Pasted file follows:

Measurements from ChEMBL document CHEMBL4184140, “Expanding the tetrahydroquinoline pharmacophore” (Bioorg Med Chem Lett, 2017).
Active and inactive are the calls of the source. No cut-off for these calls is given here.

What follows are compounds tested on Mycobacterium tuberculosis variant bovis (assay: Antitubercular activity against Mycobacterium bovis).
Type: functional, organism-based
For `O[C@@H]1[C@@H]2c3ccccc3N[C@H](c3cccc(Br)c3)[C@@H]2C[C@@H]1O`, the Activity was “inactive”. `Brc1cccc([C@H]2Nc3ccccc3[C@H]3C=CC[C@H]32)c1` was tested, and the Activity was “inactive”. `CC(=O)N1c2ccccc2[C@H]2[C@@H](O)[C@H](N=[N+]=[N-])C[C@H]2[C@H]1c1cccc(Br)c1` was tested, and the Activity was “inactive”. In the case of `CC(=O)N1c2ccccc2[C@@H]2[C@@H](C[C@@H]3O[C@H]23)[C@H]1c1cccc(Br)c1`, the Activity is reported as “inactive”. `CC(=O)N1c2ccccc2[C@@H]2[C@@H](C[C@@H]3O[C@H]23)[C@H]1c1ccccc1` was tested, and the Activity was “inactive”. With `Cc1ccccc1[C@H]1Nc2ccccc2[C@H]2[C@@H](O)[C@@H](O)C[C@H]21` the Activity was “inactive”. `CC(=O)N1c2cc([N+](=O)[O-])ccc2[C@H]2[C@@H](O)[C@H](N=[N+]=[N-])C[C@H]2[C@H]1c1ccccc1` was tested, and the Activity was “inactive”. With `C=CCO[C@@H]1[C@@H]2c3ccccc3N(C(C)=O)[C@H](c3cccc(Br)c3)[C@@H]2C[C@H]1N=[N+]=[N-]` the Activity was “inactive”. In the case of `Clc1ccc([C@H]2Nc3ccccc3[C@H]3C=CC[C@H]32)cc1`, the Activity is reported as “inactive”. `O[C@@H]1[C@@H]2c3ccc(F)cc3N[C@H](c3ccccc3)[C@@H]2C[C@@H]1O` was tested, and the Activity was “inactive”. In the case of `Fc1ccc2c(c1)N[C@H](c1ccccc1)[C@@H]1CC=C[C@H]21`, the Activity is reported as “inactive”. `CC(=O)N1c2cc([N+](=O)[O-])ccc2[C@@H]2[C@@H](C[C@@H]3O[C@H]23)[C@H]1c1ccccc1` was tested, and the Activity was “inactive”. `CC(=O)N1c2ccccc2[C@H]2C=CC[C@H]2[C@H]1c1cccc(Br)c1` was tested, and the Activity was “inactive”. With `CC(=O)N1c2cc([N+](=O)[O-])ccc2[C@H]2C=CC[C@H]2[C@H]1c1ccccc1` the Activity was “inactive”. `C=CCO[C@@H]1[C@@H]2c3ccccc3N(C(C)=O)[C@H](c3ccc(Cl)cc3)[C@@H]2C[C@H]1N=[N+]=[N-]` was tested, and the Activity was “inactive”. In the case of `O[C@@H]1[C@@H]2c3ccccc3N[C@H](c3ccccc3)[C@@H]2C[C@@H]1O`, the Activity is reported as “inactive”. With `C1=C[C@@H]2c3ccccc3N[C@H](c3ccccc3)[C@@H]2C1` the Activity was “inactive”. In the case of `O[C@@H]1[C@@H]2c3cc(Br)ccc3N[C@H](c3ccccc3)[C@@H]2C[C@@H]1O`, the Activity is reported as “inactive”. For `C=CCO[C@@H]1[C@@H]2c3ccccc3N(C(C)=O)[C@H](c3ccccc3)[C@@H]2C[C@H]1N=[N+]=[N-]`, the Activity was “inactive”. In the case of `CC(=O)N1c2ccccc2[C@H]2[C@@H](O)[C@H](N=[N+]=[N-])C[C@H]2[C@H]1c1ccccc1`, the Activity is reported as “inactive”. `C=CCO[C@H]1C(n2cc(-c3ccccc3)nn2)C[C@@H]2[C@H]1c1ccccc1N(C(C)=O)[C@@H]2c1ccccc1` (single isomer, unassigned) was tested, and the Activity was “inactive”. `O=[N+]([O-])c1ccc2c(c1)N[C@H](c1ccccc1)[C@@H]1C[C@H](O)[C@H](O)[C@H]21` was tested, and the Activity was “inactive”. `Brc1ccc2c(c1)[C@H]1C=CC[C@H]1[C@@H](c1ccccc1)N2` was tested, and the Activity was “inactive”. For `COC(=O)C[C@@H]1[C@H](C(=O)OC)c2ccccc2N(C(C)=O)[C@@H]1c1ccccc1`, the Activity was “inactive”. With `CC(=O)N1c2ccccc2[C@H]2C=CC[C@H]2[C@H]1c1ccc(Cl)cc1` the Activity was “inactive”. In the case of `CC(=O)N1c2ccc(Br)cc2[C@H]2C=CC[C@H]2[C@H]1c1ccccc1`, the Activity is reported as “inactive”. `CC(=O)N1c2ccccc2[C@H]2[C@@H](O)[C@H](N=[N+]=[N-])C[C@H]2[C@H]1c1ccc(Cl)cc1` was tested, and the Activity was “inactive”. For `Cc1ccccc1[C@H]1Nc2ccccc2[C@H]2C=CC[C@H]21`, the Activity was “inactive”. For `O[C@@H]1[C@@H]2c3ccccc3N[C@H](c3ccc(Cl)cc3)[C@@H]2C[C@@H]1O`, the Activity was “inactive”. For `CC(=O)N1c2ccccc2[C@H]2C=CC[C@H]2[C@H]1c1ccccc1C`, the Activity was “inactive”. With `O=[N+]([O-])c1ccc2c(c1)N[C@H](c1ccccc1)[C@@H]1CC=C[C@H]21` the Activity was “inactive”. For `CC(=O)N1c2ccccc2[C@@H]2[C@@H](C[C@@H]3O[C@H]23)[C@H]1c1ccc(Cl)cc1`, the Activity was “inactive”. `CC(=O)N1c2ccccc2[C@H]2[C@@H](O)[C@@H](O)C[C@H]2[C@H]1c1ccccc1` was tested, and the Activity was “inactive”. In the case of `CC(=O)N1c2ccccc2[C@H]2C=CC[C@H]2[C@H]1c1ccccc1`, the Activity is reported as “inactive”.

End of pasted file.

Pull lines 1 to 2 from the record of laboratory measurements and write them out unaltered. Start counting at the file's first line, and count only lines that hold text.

Measurements from ChEMBL document CHEMBL4184140, “Expanding the tetrahydroquinoline pharmacophore” (Bioorg Med Chem Lett, 2017).
Active and inactive are the calls of the source. No cut-off for these calls is given here.